Four-year-old Danny lives with his Meemaw in a cramped rented flat. Like many little boys, he’s obsessed with dinosaurs and poo, loving the first and fearing the second, although perhaps not as much as he fears Karen, the new woman in his mother’s life. Is this down to Karen’s clumsiness around young children, or straightforward jealousy in a child accustomed to having his mother all to himself? Or does Danny intuit right from the start that Karen is bad news?
Danny is a highly intelligent and perceptive child, sensitive to the pressures his mother faces while raging when he doesn’t get his way. As the novel’s narrator, he’s extremely sympathetic and endearing, leaving the reader in safe hands. Despite his child-appropriate fixations, he shows the harshness of the benefits system and the way a disturbed personality can cause chaos in other lives. And how could I not love a story with more toilet scenes than the six novels I featured for World Toilet Day last year put together?
Allow me to introduce you to two novels looking back on Ireland’s recent history through the eyes of a man whose life has been limited by secrets, subterfuge and hypocrisy.
Both these novels are about Nigerian women and their relationships with their culture, politics, their children and their men.
For Valentine’s Day, I’m reviving a post that appeared in October 2015 on the Reading Writers website, which is now defunct.
Every novel is comprised of different parts that writers, readers and reviewers hope will combine into a satisfying whole. My last two reviews of 2016 – before I reveal my favourites of the year – are of novels for which finding that coherence is a particular challenge, but extremely worthwhile if achieved. Both published this summer, neither seems to have attracted many reviews on Goodreads, but I’m impressed with both (albeit one more than the other) so I hope you’ll at least give my reviews a chance.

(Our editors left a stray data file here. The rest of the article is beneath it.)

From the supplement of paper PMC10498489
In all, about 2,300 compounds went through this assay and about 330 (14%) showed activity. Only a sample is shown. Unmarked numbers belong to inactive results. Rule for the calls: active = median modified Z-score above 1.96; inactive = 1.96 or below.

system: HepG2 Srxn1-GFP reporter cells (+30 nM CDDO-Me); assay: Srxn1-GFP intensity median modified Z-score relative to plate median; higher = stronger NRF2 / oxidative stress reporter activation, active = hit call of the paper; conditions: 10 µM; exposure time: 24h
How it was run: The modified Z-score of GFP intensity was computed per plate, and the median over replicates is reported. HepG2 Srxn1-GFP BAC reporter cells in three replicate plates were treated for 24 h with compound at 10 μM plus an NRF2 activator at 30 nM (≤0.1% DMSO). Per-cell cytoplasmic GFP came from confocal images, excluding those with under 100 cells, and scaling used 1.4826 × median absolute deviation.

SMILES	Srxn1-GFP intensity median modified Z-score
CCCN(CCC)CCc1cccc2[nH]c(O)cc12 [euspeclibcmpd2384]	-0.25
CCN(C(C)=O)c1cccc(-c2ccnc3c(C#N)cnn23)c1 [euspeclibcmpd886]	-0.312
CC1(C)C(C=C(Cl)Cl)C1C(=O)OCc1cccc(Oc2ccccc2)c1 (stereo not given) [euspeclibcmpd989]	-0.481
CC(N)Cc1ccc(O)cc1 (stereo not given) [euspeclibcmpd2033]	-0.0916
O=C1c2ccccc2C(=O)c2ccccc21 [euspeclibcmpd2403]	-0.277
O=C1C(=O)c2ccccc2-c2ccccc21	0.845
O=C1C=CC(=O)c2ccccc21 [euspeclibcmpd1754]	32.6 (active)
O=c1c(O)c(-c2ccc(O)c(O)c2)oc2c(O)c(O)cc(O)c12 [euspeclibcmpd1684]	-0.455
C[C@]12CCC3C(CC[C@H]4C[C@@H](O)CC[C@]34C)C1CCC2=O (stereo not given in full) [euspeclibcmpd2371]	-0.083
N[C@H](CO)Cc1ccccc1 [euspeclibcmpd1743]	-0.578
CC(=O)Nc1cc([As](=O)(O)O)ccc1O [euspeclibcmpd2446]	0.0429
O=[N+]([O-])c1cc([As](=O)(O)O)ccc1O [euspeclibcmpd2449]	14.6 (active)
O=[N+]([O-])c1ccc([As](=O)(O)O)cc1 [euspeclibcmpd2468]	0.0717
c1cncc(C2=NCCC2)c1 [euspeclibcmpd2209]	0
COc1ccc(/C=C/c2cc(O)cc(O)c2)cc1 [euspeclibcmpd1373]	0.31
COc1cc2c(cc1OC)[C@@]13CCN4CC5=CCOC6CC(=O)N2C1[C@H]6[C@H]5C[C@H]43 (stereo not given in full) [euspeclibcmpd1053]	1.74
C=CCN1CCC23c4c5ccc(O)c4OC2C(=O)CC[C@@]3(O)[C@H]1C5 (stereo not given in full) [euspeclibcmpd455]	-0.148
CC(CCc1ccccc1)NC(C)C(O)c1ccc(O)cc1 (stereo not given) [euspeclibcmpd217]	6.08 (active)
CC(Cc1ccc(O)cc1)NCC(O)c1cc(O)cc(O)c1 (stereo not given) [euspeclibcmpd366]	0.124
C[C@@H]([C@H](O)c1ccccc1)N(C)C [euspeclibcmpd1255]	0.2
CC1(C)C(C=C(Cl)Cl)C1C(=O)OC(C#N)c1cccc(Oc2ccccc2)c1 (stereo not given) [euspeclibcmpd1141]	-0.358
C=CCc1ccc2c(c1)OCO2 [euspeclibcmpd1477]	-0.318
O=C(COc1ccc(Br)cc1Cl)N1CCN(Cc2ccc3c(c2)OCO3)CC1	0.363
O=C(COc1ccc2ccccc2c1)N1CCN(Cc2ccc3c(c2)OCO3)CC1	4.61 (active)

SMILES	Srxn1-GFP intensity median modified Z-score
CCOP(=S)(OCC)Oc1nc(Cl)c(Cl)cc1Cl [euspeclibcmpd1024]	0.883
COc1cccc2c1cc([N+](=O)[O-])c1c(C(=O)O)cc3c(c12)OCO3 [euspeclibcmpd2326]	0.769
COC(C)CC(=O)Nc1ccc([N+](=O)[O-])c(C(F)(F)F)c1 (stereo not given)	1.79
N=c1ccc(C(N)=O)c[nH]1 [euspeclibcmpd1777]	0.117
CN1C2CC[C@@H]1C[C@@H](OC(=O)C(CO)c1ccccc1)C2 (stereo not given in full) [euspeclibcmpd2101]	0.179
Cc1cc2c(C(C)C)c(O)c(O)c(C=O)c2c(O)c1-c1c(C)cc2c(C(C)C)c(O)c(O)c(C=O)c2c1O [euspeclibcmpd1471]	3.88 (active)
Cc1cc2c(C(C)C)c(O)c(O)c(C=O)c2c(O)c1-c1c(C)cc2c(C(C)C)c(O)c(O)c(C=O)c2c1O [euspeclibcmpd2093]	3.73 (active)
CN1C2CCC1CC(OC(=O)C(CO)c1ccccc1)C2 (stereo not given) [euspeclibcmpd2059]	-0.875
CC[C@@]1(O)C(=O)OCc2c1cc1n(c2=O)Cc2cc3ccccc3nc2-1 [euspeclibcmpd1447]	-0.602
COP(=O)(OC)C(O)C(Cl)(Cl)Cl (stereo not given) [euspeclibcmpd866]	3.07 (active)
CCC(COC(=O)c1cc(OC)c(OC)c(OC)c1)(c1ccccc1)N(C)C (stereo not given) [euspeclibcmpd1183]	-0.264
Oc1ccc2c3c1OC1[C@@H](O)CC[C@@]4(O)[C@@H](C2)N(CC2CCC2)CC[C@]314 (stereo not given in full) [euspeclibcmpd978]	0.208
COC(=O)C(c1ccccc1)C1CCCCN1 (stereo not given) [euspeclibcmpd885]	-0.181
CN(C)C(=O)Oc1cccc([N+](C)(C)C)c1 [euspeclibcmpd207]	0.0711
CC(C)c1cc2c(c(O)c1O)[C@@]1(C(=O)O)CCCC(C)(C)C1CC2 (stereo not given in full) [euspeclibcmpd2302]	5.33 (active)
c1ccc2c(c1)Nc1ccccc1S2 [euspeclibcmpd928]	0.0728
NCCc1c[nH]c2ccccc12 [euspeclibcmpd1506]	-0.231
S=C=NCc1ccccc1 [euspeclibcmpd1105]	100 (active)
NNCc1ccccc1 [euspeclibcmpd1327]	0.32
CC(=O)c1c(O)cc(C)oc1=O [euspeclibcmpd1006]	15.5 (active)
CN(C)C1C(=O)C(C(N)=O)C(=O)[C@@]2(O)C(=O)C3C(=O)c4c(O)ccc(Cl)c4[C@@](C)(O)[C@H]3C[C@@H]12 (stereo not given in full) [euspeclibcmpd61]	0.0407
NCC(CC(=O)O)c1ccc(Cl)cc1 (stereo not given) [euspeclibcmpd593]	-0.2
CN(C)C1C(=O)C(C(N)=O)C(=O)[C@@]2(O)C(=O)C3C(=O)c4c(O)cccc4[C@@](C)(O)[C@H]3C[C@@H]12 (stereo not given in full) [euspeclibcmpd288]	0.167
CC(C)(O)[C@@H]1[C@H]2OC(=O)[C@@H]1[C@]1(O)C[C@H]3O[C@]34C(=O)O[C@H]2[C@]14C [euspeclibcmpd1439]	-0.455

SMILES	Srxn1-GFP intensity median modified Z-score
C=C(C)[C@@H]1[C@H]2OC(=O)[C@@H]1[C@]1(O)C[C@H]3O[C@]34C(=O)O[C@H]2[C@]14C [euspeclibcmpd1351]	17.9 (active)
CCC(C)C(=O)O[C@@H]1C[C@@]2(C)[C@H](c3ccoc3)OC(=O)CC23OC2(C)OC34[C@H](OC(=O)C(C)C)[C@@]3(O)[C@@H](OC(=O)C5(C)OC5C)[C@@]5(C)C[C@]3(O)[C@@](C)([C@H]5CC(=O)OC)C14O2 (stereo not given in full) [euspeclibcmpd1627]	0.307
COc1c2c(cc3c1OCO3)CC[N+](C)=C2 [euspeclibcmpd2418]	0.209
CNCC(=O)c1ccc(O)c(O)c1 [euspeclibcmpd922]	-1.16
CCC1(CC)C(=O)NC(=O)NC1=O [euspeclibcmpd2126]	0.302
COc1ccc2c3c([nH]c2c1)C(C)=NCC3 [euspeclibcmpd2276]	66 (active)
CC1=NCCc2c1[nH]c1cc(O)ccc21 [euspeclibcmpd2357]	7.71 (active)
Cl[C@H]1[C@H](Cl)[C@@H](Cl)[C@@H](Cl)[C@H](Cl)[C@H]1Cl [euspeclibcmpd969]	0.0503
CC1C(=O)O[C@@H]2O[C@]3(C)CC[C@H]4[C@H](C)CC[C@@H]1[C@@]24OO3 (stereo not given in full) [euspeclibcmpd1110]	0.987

As the world goes crazy, I crave, in my reading, not escapism, but a reflection of the flawed complexity of human beings and the things we do to make life that bit harder. But I need to be in safe hands to do so. So thanks to Louise Doughty and Jane Rogers – both established British authors unafraid to tackle difficult subjects – for providing that in their latest novels. Although quite different in their focus, both involve the characters reviewing painful pasts and their own culpability in order that their next mistakes might be that bit smaller.
As I’ve been out and about talking about my novel, I’ve been surprised to meet – in stark contrast to the predominant aversion to spoilers – a couple of people who like to look at the ending, perhaps the last couple of paragraphs, before turning to the first page. Now, I like the ending of Sugar and Snails, although it’s been suggested that some might find the issues insufficiently resolved. (I do get asked if I’m planning to write a sequel!) Because it tells of a destination rather than the journey, I don’t think reading it in advance would constitute a spoiler (although, prattling on at one talk about how I was pleased with the ending, I did have a friend tell me afterwards she thought my ending wrapped things up too much).
Annecdotal is where real life brushes up against the fictional.
Annecdotist is the blogging persona of Anne Goodwin:
slug-slayer, tramper of moors,
author of two novels.
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